A vision of pervasive computing

By Sean M. Dugan, InfoWorld |  Hardware

Ditzel: And it's also connected to the Internet all the time, so the type of computing will change in terms of what people need. For example, very few handheld devices today can run a full Web browser. By that I mean either Netscape or Internet Explorer, because with those two desktop browsers, in order to view all the things on the Web, you need to also run the plug-ins for the Web browser -- things that give you the streaming video, real audio, MP3. Those plug-ins are only written for the major browsers, but aren't available for mobile computing devices and their browsers.

InfoWorld: So we are losing a lot of functionality right now with these kinds of mobile devices.

Ditzel: Try and access the Web from WAP [Wireless Application Protocol], and you're not going to get streaming video. What Transmeta is interested in doing is helping to create the technology that will enable people to build handheld devices that will deliver exactly the same experience as they get off their desktop PC.

Why do you have to llearn another e-mail system? Why can't I use the one on my desktop? How come when you get e-mail on some little device and they send you a PowerPoint file, the question is whether or not you'll be able to open the file. The answer has to be, "Yes." And that's what we're really trying to do, to take low power silicon technology and marry that with compatibility across all the PC applications, operating systems, and software.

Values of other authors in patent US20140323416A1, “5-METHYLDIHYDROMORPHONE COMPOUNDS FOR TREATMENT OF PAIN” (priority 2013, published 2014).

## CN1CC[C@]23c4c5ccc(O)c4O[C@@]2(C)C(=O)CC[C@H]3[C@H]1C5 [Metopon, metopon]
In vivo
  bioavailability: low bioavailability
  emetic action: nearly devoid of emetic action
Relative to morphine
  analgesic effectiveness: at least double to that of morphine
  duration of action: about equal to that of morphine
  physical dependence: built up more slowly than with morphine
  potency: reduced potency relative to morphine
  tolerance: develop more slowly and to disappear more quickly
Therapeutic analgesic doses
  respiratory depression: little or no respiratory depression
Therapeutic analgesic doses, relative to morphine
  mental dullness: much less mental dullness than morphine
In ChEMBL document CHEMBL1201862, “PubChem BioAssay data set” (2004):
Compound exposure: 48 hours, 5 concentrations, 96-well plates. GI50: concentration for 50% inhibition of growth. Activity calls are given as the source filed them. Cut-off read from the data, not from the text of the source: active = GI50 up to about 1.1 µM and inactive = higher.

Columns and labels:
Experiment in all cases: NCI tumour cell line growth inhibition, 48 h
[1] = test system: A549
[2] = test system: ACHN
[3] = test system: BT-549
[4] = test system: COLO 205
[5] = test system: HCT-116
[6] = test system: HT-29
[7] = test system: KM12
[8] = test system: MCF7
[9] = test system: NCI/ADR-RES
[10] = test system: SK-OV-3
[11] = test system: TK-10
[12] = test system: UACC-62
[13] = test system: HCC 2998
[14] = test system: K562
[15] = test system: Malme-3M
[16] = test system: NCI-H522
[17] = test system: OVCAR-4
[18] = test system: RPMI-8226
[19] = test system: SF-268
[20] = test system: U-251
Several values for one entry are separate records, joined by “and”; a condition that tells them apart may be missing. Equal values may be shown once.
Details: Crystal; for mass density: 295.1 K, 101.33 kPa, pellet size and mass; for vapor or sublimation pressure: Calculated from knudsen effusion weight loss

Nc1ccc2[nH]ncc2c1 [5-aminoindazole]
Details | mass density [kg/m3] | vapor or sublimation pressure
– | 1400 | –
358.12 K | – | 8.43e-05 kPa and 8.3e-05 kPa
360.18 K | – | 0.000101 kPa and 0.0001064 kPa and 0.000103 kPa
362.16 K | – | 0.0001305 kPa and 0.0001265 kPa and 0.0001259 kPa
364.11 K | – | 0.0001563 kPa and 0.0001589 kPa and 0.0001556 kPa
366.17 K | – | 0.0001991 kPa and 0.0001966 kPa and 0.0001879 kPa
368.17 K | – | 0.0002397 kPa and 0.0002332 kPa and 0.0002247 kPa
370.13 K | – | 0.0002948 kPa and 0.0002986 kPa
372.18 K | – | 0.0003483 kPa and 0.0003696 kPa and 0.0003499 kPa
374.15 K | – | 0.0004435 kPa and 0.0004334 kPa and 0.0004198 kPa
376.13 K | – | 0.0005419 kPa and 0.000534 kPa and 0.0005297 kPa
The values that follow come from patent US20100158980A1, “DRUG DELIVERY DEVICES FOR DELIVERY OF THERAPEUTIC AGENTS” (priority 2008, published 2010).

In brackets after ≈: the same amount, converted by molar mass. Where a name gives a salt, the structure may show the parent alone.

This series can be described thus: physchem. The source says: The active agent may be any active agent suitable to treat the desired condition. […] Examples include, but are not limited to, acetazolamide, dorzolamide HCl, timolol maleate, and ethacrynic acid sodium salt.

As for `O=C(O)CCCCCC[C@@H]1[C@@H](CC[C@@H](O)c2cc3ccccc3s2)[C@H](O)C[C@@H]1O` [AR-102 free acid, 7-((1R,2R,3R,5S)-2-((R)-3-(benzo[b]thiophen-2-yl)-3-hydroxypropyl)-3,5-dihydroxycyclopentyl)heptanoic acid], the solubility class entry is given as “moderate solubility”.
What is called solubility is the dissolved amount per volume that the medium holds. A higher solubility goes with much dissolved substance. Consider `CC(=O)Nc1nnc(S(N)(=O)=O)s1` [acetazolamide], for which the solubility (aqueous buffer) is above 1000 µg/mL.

InfoWorld: Will there be any device of choice? Or will we see a whole slew of devices, and we'll each carry a couple? Or will different people have different kinds of favorite devices?

Ditzel: I think it's going to change with time. I think in the short term, you're going to see a wide variety of different devices. People are rushing to service the demand that's out there. But these will be in a variety of highly specialized devices. I think over time, what people are going to want is to carry fewer and fewer of them. In the longer term, three to four years from now, I think my own vision is one where you really only need to carry one kind of device. Imagine something a little larger than a Palm Pilot, but that has a screen on it that's higher resolution than screens today -- sufficient to read a full screen like you would a desktop monitor. You could read e-mail or watch video -- and the device that allows the user to do all that will become the device of choice. It will be your cell phone, but it will also be your e-mail, your pager, and your PIM [personal information manager].

InfoWorld: All of your communication needs met by one device?

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